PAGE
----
October 30, 2016
Luke 19:1-10
2 Thess 1:1-4, 11-12
Habakkuk 1:1-4; 2:1-4
Psalm 119:137-144

All Along the Watchtower
Proper 26 | OT 31 | Pentecost 24

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Dean Feldmeyer
In this week’s lectionary passage, the prophet Habakkuk pleads: “O Lord, how long shall I cry for help, and you will not listen? Or cry to you ‘Violence!’ and you will not save? Why do you make me see wrongdoing and look at trouble? Destruction and violence are before me; strife and contention arise.” In the next installment of The Immediate Word, team member Dean Feldmeyer observes that we too ask those same questions, because hateful and prejudicial ideologies have repeatedly led to destruction and violence in our world -- from racist shootings to homophobic assaults, from terrorist attacks to the utter devastation of war zones with cities under relentless siege. But while the targets of hate-inspired violence may vary widely, the underlying cause is the same: extremist ideologies born out of ignorance and resentment. And with violence being peddled by many in our culture, it’s not surprising that so many young people see extreme ideologies as an answer to the uncertainties of our world. So what can we realistically do to try and counter the evil lurking in the depths of the human heart? Habakkuk offers a way forward when he says: “I will stand at my watchpost, and station myself on the rampart; I will keep watch to see what he will say to me, and what he will answer concerning my complaint.” Dean notes that last week the Obama administration announced a new policy initiative that echoes Habakkuk in its approach to turning young Americans away from the lure of violent ideologies. Instead of relying primarily on law enforcement, the plan advocates a more “community-based” approach that relies on the watchfulness of family and friends -- who see the seeds of violent leanings -- combined with the efforts of “intervention teams” staffed by mental health professionals and others to divert nascent terrorists from violence before their hearts completely turn to “the dark side.” As Dean points out, faith and watchfulness are the greatest protections we have against the violence and destruction lurking in the human heart... a viewpoint the prophet affirms when he observes in the lection’s closing verse: “Look at the proud! Their spirit is not right in them, but the righteous live by their faith.” Here’s a preview:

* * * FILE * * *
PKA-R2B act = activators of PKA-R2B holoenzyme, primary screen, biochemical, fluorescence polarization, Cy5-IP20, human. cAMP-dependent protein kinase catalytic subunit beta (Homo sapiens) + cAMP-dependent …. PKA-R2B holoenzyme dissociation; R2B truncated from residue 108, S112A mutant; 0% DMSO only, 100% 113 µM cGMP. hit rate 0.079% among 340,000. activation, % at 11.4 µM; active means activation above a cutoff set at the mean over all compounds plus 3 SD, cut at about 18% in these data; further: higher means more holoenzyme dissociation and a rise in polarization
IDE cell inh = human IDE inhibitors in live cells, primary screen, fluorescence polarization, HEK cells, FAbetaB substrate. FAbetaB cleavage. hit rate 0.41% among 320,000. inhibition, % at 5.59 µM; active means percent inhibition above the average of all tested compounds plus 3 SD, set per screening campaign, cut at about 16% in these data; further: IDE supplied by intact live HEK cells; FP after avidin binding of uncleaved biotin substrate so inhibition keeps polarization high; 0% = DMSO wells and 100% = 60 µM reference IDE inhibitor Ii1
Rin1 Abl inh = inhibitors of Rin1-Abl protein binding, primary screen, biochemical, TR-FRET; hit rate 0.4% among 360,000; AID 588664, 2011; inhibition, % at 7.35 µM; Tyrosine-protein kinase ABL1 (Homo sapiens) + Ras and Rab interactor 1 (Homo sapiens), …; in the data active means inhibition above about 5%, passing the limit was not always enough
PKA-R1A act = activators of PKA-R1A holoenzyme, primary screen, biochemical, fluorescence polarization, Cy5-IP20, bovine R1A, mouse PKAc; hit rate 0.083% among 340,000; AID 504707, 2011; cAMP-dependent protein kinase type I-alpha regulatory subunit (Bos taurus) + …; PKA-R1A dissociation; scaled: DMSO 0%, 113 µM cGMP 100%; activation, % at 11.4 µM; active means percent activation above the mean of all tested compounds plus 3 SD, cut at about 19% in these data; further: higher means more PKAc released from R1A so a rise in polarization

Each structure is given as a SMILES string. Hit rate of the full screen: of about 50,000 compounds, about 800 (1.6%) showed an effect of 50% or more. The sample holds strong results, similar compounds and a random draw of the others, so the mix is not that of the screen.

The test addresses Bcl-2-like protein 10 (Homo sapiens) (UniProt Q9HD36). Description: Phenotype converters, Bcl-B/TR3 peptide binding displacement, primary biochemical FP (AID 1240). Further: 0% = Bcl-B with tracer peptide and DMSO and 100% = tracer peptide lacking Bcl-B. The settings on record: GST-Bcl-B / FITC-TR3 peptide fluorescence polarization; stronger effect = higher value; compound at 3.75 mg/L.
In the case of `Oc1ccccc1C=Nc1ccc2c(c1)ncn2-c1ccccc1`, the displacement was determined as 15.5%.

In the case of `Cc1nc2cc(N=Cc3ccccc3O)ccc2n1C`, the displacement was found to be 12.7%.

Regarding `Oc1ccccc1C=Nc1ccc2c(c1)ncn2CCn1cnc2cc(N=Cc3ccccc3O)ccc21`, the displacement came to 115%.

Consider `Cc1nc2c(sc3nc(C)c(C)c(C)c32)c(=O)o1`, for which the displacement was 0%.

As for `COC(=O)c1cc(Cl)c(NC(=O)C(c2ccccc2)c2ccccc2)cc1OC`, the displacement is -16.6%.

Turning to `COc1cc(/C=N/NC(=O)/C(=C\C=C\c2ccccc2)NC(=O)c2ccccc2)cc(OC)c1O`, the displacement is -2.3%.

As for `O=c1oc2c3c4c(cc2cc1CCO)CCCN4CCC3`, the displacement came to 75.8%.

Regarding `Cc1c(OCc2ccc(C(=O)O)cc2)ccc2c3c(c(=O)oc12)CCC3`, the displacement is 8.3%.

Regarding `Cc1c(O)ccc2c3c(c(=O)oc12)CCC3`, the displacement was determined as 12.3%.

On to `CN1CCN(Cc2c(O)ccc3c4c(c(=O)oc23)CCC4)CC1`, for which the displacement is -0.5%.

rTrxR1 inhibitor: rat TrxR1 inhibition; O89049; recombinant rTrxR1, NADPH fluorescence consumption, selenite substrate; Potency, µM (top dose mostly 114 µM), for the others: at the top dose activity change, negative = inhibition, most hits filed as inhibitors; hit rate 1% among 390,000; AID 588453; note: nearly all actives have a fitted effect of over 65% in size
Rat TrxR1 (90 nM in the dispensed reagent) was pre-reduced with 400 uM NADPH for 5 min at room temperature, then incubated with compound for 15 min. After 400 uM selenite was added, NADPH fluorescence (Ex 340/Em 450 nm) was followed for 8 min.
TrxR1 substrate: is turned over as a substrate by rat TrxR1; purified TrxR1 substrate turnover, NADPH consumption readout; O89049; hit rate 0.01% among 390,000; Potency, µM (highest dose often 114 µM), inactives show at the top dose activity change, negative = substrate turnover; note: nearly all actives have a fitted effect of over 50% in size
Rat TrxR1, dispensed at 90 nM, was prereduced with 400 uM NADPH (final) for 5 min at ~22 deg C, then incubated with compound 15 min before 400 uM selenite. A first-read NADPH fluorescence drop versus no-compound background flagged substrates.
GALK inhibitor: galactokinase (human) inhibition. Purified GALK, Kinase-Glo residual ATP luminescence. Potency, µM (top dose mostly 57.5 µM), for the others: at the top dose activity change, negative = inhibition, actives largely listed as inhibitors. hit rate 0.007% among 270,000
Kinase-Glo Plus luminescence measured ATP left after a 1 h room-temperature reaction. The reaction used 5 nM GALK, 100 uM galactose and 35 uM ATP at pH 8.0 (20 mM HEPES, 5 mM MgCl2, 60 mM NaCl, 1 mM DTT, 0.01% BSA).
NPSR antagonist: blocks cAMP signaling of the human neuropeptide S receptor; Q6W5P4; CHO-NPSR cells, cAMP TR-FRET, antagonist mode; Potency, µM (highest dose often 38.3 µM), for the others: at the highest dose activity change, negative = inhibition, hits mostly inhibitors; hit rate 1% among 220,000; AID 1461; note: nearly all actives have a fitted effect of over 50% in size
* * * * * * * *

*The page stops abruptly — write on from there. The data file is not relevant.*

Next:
All Along the Watchtower
by Dean Feldmeyer
Habakkuk 1:1-4; 2:1-4

“All along the watchtower... I can’t get no relief.”

Nobel laureate Bob Dylan wrote those words in 1967 at the height of the Vietnam war and the civil rights movement, and Jimi Hendrix immortalized them the following year with a version of Dylan’s song on his Electric Ladyland album, released in the chaotic year of 1968 that saw among other events the Tet offensive that opened America’s eyes to the brutality in Vietnam.

Habakkuk would have understood perfectly the pain and confusion in Dylan’s obscure and murky lyrics.

The prophet has stood at his watch post on the rampart that was supposed to guard and protect the city, and has cried aloud to God for help: “Violence!” But God has remained silent.

Destruction, violence, strife, and contention are all around. Lord, do you not see? God, do you not hear? What are you waiting for? Is the city not worth saving?

How does YHWH answer Habakkuk, and how does God answer us when we cry out the same questions about our country?

Click here for the full installment.

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